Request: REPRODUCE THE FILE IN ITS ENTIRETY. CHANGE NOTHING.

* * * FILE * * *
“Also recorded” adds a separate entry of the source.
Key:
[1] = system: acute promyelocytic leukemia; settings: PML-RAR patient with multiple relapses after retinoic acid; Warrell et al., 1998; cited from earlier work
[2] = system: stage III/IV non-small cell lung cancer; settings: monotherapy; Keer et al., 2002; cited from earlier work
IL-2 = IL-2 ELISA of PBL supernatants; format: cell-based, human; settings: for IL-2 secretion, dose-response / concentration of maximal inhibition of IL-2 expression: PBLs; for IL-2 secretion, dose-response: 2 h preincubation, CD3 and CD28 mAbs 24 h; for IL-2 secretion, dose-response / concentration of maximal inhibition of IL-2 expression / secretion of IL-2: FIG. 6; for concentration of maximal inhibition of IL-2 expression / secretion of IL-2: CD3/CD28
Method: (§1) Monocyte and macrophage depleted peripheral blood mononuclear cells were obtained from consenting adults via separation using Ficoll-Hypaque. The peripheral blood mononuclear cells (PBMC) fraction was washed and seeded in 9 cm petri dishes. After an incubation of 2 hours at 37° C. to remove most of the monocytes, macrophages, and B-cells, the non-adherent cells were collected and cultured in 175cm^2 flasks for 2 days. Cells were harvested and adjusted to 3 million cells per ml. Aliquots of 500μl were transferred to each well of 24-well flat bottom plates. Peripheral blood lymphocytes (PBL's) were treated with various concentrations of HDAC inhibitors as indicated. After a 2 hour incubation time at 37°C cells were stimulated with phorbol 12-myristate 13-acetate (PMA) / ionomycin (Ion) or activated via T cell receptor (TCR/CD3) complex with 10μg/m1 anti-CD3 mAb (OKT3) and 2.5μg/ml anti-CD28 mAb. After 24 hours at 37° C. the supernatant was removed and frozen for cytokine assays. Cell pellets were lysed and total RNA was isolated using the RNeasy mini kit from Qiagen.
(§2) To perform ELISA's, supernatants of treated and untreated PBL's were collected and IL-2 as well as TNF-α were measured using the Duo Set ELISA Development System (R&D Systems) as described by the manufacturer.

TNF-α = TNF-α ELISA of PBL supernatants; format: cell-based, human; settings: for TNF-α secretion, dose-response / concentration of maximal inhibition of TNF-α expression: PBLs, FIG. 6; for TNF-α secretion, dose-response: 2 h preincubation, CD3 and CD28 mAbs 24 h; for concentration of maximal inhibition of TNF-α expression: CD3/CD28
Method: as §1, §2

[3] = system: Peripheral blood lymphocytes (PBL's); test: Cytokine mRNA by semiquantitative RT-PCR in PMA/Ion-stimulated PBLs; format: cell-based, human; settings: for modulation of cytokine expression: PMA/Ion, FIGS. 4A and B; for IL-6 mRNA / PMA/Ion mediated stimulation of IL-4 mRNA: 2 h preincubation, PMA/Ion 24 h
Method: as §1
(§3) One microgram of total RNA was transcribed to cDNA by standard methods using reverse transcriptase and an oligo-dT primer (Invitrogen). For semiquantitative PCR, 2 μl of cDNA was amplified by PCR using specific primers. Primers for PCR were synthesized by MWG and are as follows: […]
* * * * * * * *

“Also recorded” adds a separate entry of the source.
Key:
[1] = system: acute promyelocytic leukemia; settings: PML-RAR patient with multiple relapses after retinoic acid; Warrell et al., 1998; cited from earlier work
[2] = system: stage III/IV non-small cell lung cancer; settings: monotherapy; Keer et al., 2002; cited from earlier work
IL-2 = IL-2 ELISA of PBL supernatants; format: cell-based, human; settings: for IL-2 secretion, dose-response / concentration of maximal inhibition of IL-2 expression: PBLs; for IL-2 secretion, dose-response: 2 h preincubation, CD3 and CD28 mAbs 24 h; for IL-2 secretion, dose-response / concentration of maximal inhibition of IL-2 expression / secretion of IL-2: FIG. 6; for concentration of maximal inhibition of IL-2 expression / secretion of IL-2: CD3/CD28
Method: (§1) Monocyte and macrophage depleted peripheral blood mononuclear cells were obtained from consenting adults via separation using Ficoll-Hypaque. The peripheral blood mononuclear cells (PBMC) fraction was washed and seeded in 9 cm petri dishes. After an incubation of 2 hours at 37° C. to remove most of the monocytes, macrophages, and B-cells, the non-adherent cells were collected and cultured in 175cm^2 flasks for 2 days. Cells were harvested and adjusted to 3 million cells per ml. Aliquots of 500μl were transferred to each well of 24-well flat bottom plates. Peripheral blood lymphocytes (PBL's) were treated with various concentrations of HDAC inhibitors as indicated. After a 2 hour incubation time at 37°C cells were stimulated with phorbol 12-myristate 13-acetate (PMA) / ionomycin (Ion) or activated via T cell receptor (TCR/CD3) complex with 10μg/m1 anti-CD3 mAb (OKT3) and 2.5μg/ml anti-CD28 mAb. After 24 hours at 37° C. the supernatant was removed and frozen for cytokine assays. Cell pellets were lysed and total RNA was isolated using the RNeasy mini kit from Qiagen.
(§2) To perform ELISA's, supernatants of treated and untreated PBL's were collected and IL-2 as well as TNF-α were measured using the Duo Set ELISA Development System (R&D Systems) as described by the manufacturer.

TNF-α = TNF-α ELISA of PBL supernatants; format: cell-based, human; settings: for TNF-α secretion, dose-response / concentration of maximal inhibition of TNF-α expression: PBLs, FIG. 6; for TNF-α secretion, dose-response: 2 h preincubation, CD3 and CD28 mAbs 24 h; for concentration of maximal inhibition of TNF-α expression: CD3/CD28
Method: as §1, §2

[3] = system: Peripheral blood lymphocytes (PBL's); test: Cytokine mRNA by semiquantitative RT-PCR in PMA/Ion-stimulated PBLs; format: cell-based, human; settings: for modulation of cytokine expression: PMA/Ion, FIGS. 4A and B; for IL-6 mRNA / PMA/Ion mediated stimulation of IL-4 mRNA: 2 h preincubation, PMA/Ion 24 h
Method: as §1
(§3) One microgram of total RNA was transcribed to cDNA by standard methods using reverse transcriptase and an oligo-dT primer (Invitrogen). For semiquantitative PCR, 2 μl of cDNA was amplified by PCR using specific primers. Primers for PCR were synthesized by MWG and are as follows: […]